A class-action suit regarding mismanagement of lands affecting 500,000 Native Americans recently got a boost, as the U.S. Court of Appeals for the D.C. Circuit has ruled in the Cobell litigation that the federal government must provide an accounting for land royalties owed to individual plaintiffs.
The lawsuit was filed 13 years ago and claims compensation for Native Americans for land-related royalties from the profits of oil, gas, grazing, and timber – commodities that were taken from Tribal lands that the government has managed in trust for Tribal members since the 19th Century. In 2008, U.S. District Judge James Robertson ruled that an accurate accounting by the Department of Interior was impossible, and awarded the group of plaintiffs $455 million, a fraction of the $47 billion+ being claimed in the lawsuit.
The U.S. Court of Appeals for the D.C. Circuit disagreed with this result, and found that the lower court erred in eliminating the government accounting. Chief Judge David B. Sentelle said the decision essentially allowed the Interior Department “to throw up its hands and stop the accounting.” “Without an accounting, it is impossible to know who is owed what,” Sentelle wrote. “The best any trust beneficiary could hope for would be a government check in an arbitrary amount.”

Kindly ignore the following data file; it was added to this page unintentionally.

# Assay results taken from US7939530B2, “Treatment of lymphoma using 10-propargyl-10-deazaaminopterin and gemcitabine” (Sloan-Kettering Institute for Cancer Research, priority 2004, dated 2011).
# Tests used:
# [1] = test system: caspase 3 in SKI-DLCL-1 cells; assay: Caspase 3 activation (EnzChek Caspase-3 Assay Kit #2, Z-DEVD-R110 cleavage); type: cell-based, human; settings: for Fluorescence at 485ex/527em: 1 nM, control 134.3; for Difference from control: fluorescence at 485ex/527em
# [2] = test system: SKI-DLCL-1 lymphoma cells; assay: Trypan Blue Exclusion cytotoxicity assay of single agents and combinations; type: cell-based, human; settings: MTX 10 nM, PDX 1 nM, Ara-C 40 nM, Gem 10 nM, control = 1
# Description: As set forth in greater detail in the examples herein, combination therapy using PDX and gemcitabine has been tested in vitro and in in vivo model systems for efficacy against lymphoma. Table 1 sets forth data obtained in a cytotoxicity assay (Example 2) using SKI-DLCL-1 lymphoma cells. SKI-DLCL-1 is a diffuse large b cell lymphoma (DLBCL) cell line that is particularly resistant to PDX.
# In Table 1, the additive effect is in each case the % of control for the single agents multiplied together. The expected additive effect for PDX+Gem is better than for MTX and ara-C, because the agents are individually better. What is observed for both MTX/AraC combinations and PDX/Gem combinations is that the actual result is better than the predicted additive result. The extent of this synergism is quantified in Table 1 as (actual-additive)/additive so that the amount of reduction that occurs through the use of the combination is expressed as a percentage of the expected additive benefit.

The D.C. Circuit panel acknowledged that the task is complicated and the Interior Department should focus on the “low-hanging fruit”, dealing with clear cases where compensation is owed. “We must not allow the theoretically perfect to render impossible the achievable good,” Sentelle wrote.